Anthony Brown: bigger SPL means reduction in quality

Have your say

With the dust now having settled on a tumultuous week in which Scottish football’s radical but controversial 12-12-18 plan was acrimoniously trashed, the powers that be now find themselves firmly ensconced between a rock and a hard place.

In short, there is little obvious solution for moving forward harmoniously. The status quo could be easily spiced up in the short-term with the addition of end-of-season play-offs between teams at the bottom of the SPL and the top of the First Division. However, in terms of revamping the make-up of the leagues, it is hard to see what else can be done to jazz it up.

The fans want a bigger top-flight, but logic dictates that, in a country the size of Scotland, a small, compact elite league is the only way to go. While the prospect of a ten-team league hardly gets the juices flowing, it certainly makes more sense than a 14, 16, 18 or even a top league of 20.

A ten-team top-flight with one team relegated and the second-bottom team entering a play-off with the First Division runners-up would be my choice. We should be looking to concentrate what little quality remains, not dilute it.

The main argument for a bigger league appears to be that teams meeting four times a season adds to the staleness of the league. Of course, this is a valid point but do we really want to be sacrificing two Edinburgh derbies or New Firm derbies a season, just so Hearts, Hibs, Aberdeen or Dundee United get the “variety” of playing Hamilton or Morton? In an ideal world, we’d open up a shiny new 20-team top-flight full of well-supported, cash-rich clubs, just like the English Premier League. It sounds more glamorous, jazzy and fresh than a ten or 12-team set-up. However, if Scotland were to go down that route, all we’d be doing is increasing the mediocrity of an already ailing set-up, while drastically reducing average attendances across our flagship division.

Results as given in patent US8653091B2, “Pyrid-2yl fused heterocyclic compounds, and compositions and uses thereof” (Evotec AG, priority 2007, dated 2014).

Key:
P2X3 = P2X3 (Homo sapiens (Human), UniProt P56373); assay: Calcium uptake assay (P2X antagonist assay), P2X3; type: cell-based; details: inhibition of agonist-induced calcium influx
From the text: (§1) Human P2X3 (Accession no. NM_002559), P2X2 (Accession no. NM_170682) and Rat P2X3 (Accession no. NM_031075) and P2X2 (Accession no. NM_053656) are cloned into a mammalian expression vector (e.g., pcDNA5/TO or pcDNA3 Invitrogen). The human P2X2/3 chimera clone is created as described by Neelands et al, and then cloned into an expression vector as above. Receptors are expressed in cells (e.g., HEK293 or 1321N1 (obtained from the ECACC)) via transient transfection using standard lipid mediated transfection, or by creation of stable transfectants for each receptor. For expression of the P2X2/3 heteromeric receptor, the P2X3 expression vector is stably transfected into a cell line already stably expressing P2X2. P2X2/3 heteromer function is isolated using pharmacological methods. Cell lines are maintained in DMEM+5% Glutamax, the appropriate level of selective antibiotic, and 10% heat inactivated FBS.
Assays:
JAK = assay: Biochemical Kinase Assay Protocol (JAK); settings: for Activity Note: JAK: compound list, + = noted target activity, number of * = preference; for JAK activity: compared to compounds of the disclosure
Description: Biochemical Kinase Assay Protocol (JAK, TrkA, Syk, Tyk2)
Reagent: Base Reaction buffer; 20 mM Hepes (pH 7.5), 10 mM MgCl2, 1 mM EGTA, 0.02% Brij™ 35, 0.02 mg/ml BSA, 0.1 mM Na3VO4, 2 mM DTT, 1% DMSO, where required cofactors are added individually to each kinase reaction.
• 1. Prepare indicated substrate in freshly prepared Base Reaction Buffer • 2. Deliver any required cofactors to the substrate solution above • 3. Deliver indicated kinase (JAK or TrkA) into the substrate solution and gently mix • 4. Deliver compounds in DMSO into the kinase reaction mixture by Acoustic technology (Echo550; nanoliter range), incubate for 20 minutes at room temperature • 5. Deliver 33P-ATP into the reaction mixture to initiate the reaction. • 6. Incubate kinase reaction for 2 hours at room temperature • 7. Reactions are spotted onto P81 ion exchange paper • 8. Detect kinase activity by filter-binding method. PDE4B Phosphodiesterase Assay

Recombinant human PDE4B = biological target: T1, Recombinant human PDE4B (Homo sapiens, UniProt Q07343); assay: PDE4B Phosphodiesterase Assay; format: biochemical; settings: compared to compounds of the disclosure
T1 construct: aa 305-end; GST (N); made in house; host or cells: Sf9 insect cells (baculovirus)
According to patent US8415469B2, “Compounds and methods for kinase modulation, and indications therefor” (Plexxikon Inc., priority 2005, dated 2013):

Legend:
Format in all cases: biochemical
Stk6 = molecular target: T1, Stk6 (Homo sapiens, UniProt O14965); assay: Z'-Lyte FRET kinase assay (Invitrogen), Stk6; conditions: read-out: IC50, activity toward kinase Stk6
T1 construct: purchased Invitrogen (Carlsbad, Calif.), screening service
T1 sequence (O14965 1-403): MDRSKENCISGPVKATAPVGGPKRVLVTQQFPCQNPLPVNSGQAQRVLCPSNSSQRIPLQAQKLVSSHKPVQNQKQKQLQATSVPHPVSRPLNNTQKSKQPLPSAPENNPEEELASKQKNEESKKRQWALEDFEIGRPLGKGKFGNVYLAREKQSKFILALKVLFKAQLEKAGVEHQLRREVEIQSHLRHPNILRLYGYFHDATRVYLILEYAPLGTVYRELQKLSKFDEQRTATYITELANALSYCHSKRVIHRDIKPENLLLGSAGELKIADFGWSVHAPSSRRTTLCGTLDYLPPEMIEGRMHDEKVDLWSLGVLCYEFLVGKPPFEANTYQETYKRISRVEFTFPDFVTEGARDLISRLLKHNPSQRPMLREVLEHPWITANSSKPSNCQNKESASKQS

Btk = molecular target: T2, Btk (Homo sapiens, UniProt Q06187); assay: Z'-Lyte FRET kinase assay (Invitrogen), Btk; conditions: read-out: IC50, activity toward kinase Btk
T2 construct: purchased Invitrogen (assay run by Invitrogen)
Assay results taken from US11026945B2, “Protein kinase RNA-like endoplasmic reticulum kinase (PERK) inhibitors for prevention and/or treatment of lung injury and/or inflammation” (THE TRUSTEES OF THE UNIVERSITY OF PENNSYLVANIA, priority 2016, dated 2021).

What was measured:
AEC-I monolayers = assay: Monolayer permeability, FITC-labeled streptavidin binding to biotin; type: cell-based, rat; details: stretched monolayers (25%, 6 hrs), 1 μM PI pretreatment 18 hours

A big league would make sense if we had a clutch of sleeping giants languishing in the First Division, but the blunt truth is, we don’t. There is no side currently in the First Division which looks obviously equipped to enhance the standard of the SPL. Our second-tier is full of good, solid First Division clubs who play nice football, but if they were really as good as the hype-meisters would have you believe, they would have won promotion to the SPL by now and gone on to establish themselves in our moderate top flight. This is a feat only managed in recent times by St Johnstone and Inverness.

In challenging for Europe after winning promotion from the First Division, Ross County have been the exception rather than the rule. Most teams who have come up from the First Division in recent times have done little more than tread water. Some have simply stunk the place out, like Dundee this season and Dunfermline last year. The likes of Livingston and Hamilton have also endured Gretna-like seasons in the SPL in the not-so-distant past.

Even Partick, by far the best First Division club this year, have been a yo-yo club every time they’ve come up in recent times. And, given that the two worst performers in the top-flight just now outwith Dundee are relatively decent teams like Hearts and St Mirren, it’s hard to envisage the Jags doing much more than battling to avoid relegation this time round.

I’m all for having the cream of the First Division gain access to the top flight on merit, but the notion of inviting a clutch of second-tier clubs into what is supposed to be our elite league just to make up the numbers doesn’t sit easily.

Any novelty value of having a raft of new teams to watch would soon wear off after watching more than half the division battle to avoid relegation.